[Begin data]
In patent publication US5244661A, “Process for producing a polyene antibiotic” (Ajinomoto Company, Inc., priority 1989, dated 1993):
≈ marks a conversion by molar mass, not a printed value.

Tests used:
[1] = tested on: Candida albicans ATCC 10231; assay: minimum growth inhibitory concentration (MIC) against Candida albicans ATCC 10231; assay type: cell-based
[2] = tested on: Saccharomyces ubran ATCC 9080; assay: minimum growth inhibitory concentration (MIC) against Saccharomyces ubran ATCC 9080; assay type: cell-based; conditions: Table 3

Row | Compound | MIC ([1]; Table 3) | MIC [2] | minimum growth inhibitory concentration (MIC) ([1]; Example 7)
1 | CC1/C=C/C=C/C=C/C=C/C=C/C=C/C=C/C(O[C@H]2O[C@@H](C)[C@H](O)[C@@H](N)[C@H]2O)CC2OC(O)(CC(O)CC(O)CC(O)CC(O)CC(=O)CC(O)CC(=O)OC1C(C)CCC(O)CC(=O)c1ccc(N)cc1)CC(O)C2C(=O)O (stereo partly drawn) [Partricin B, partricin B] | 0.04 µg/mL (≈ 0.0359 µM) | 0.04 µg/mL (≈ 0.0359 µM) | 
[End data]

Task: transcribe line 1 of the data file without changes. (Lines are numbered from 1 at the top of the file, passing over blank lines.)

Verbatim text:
In patent publication US5244661A, “Process for producing a polyene antibiotic” (Ajinomoto Company, Inc., priority 1989, dated 1993):